A Roundabout Way
Lummi seeks road improvements
What: Slater Road / I-5 Interchange Improvements open house
Where: Te’Ti’Sen Gateway Center, 4920 Rural Avenue, Ferndale
Public Presentation by transportation experts at 2pm. The Presentation will provide an overview of the project, walk people through how the study was conducted and will show the pros and cons of the three alternatives. The public will have an opportunity to ask questions and provide their ideas.
Wednesday, June 8, 2016
Lummi Nation wants to improve transportation just south of Ferndale, but the City of Ferndale is having no part of it.
Lummi seeks better traffic flow and improved safety to the Slater Road interchange on Interstate 5 near Ferndale, building upon changes approved by the Washington State Dept. of Transportation and Whatcom County in 2014. Those earlier changes included the elimination of a traffic light at Slater and their replacement by three compact roundabouts. Slater Road is a gateway to tribal properties and also serves a corridor to industries at Cherry Point, as well as a freeway exit point for the City of Ferndale.
New plans would add or enlarge roundabouts on the western portion of Slater Road, with a goal to improve access to and from I-5 and establish a corridor that supports the connection and completion of the greater local road network in the vicinity of the I-5/Slater Road interchange.
Transportation planners recommended the original compact roundabouts as a practical, low-cost solution for the intersections after examining several options, including making each a four-way stop, installing traffic signals or adding full roundabouts. Four-way stops would create even bigger traffic backups, especially at peak hours. Signals or full roundabouts cost about $1.5 to $2.5 million each, according to WSDOT. Compact roundabouts can be built in the existing paved area for a tenth of that cost.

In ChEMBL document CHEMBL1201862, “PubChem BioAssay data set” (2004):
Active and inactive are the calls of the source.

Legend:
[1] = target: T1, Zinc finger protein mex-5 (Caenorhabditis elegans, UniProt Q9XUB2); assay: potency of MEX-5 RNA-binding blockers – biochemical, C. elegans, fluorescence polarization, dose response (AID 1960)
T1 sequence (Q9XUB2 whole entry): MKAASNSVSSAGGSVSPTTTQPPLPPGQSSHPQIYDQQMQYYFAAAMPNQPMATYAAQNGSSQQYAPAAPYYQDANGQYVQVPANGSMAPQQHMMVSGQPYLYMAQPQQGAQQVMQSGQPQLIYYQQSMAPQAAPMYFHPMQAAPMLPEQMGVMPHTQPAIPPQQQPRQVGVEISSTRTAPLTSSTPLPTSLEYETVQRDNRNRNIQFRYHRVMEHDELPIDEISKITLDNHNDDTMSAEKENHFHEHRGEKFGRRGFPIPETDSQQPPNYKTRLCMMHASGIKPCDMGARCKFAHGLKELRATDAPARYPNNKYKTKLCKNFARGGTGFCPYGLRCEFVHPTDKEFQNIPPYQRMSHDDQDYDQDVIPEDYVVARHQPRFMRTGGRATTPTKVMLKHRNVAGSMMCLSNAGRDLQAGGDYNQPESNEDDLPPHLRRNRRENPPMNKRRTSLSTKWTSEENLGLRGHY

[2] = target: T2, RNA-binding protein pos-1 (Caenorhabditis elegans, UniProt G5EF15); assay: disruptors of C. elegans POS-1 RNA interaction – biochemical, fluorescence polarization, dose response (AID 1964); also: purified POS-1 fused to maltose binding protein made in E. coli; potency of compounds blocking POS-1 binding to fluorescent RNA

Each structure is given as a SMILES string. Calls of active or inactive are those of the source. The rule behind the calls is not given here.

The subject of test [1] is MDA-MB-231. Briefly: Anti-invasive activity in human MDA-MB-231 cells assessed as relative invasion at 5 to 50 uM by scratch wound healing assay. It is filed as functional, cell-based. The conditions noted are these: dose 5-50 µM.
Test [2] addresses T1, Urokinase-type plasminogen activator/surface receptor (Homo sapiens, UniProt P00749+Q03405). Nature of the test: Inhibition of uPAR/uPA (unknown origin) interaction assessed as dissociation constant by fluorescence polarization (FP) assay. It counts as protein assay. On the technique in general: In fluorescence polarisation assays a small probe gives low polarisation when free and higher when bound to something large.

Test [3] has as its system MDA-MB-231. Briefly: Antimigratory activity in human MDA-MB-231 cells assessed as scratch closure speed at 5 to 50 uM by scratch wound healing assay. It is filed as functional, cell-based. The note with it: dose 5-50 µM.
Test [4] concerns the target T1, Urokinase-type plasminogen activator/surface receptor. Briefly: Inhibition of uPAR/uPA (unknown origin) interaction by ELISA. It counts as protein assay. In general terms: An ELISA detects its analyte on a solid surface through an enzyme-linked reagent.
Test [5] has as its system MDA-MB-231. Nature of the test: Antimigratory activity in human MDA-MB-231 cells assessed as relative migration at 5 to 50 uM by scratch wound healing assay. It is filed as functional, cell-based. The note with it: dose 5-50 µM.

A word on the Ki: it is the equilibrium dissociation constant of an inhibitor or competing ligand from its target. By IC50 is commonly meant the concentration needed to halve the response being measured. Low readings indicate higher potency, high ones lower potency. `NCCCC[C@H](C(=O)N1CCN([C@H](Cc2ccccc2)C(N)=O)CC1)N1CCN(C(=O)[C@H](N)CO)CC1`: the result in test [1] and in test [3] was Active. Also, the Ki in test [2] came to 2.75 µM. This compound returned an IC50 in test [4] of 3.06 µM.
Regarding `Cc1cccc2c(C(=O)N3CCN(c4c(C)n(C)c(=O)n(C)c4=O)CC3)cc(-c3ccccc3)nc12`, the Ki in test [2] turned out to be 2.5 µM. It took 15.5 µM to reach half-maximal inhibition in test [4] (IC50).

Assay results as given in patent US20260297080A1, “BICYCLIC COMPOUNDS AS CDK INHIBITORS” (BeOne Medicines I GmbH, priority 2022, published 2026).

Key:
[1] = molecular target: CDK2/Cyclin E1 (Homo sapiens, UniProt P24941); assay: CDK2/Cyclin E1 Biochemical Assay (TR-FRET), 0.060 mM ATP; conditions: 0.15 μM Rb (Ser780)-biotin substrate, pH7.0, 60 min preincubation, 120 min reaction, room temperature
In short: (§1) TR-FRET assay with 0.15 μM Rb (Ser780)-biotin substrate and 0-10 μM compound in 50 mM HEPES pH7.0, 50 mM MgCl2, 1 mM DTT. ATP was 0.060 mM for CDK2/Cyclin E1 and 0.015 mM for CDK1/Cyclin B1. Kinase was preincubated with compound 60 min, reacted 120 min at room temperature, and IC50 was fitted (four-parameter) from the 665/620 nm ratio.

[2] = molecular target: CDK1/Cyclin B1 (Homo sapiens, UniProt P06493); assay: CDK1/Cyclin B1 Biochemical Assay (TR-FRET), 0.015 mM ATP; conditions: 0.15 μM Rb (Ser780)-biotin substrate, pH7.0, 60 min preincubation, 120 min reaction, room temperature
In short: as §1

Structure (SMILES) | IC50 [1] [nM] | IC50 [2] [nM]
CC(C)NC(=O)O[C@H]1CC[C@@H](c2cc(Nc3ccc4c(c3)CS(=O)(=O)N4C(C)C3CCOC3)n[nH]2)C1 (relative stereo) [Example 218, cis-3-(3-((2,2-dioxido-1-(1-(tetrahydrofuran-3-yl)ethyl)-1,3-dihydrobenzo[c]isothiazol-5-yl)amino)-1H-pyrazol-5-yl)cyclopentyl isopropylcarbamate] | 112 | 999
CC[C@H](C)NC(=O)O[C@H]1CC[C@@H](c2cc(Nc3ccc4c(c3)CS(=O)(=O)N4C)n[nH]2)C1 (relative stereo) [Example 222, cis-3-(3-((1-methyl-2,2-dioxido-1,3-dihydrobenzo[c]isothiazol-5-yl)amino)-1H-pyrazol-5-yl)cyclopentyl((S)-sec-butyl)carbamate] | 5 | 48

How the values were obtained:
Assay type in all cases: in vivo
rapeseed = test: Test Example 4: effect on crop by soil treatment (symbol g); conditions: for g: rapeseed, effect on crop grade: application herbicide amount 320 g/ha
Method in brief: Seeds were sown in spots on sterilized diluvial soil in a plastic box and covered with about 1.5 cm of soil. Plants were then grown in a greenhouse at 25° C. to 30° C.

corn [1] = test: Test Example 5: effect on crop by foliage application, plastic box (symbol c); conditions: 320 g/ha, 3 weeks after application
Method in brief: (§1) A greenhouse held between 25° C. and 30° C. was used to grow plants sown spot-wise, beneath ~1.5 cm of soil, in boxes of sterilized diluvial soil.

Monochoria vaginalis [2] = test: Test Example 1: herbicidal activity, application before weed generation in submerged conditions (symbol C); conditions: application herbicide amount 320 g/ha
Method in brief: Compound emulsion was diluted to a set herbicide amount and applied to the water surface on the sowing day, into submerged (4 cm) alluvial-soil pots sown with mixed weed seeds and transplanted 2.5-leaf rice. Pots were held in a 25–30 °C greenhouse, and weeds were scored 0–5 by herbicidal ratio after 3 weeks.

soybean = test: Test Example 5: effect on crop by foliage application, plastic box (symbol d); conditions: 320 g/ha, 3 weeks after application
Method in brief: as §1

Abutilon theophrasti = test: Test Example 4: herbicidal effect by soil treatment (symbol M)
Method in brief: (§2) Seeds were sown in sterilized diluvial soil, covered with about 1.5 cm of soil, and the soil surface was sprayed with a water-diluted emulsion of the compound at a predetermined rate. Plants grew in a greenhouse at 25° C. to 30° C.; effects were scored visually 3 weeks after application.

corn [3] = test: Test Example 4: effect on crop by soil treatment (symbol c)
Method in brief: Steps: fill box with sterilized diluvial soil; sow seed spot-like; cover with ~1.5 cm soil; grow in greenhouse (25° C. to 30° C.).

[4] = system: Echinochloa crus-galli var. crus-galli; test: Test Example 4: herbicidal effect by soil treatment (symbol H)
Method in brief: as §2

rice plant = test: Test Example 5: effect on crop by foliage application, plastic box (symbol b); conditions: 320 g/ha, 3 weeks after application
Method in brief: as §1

Those earlier roundabouts were understood at the time of their installation to be an interim improvement; however, the next phase requires some cooperation with Ferndale policymakers, and the tribe is not getting it.
A 2009 Whatcom County transportation study logged more than 10,000 vehicle trips per day westbound from the Slater Road exchange, and a fraction less eastbound. Those numbers are growing each year. The current roundabouts are projected to be overwhelmed by 2036.
Lummi planners have proposed a number of scenarios for improved traffic flows at that complicated interchange, subject to approval by WSDOT and the Federal Highway Administration (FHWA). The proposed alternatives vary in cost and complexity (Lummi prefers a low-cost alternative of modest complexity), but nearly all would require a section of Kope Road to accommodate the plan.
On Monday evening, Ferndale City Council on the recommendation of their planning staff took no action on a motion to vacate that section of Kope Road.